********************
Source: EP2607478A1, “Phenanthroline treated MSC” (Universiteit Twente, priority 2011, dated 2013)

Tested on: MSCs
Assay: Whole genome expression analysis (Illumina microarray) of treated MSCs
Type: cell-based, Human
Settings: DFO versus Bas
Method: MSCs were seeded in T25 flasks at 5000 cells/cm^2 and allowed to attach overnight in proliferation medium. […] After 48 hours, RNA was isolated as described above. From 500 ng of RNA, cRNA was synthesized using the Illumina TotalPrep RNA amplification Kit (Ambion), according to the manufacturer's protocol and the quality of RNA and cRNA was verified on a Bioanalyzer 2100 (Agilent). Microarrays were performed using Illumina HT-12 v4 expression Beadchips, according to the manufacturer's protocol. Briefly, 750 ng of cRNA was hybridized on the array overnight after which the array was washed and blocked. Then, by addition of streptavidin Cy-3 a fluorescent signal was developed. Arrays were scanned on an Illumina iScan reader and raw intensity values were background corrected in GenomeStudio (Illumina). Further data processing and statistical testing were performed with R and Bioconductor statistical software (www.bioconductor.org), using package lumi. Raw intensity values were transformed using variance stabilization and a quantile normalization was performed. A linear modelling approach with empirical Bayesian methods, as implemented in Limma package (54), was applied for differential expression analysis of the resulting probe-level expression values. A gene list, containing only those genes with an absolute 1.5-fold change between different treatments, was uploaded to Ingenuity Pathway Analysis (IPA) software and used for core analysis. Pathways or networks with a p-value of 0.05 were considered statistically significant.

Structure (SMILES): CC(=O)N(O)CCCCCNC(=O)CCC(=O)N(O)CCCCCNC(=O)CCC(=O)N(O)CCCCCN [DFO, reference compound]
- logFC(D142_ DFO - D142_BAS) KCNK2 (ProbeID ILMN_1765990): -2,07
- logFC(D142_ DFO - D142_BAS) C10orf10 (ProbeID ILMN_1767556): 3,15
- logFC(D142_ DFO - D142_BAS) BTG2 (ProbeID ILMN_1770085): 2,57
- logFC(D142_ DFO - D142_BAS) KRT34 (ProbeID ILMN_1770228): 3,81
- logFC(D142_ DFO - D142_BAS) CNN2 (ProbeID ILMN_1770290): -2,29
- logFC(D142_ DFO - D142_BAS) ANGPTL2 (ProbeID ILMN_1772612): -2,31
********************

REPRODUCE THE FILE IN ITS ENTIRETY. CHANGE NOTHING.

Source: EP2607478A1, “Phenanthroline treated MSC” (Universiteit Twente, priority 2011, dated 2013)

Tested on: MSCs
Assay: Whole genome expression analysis (Illumina microarray) of treated MSCs
Type: cell-based, Human
Settings: DFO versus Bas
Method: MSCs were seeded in T25 flasks at 5000 cells/cm^2 and allowed to attach overnight in proliferation medium. […] After 48 hours, RNA was isolated as described above. From 500 ng of RNA, cRNA was synthesized using the Illumina TotalPrep RNA amplification Kit (Ambion), according to the manufacturer's protocol and the quality of RNA and cRNA was verified on a Bioanalyzer 2100 (Agilent). Microarrays were performed using Illumina HT-12 v4 expression Beadchips, according to the manufacturer's protocol. Briefly, 750 ng of cRNA was hybridized on the array overnight after which the array was washed and blocked. Then, by addition of streptavidin Cy-3 a fluorescent signal was developed. Arrays were scanned on an Illumina iScan reader and raw intensity values were background corrected in GenomeStudio (Illumina). Further data processing and statistical testing were performed with R and Bioconductor statistical software (www.bioconductor.org), using package lumi. Raw intensity values were transformed using variance stabilization and a quantile normalization was performed. A linear modelling approach with empirical Bayesian methods, as implemented in Limma package (54), was applied for differential expression analysis of the resulting probe-level expression values. A gene list, containing only those genes with an absolute 1.5-fold change between different treatments, was uploaded to Ingenuity Pathway Analysis (IPA) software and used for core analysis. Pathways or networks with a p-value of 0.05 were considered statistically significant.

Structure (SMILES): CC(=O)N(O)CCCCCNC(=O)CCC(=O)N(O)CCCCCNC(=O)CCC(=O)N(O)CCCCCN [DFO, reference compound]
- logFC(D142_ DFO - D142_BAS) KCNK2 (ProbeID ILMN_1765990): -2,07
- logFC(D142_ DFO - D142_BAS) C10orf10 (ProbeID ILMN_1767556): 3,15
- logFC(D142_ DFO - D142_BAS) BTG2 (ProbeID ILMN_1770085): 2,57
- logFC(D142_ DFO - D142_BAS) KRT34 (ProbeID ILMN_1770228): 3,81
- logFC(D142_ DFO - D142_BAS) CNN2 (ProbeID ILMN_1770290): -2,29
- logFC(D142_ DFO - D142_BAS) ANGPTL2 (ProbeID ILMN_1772612): -2,31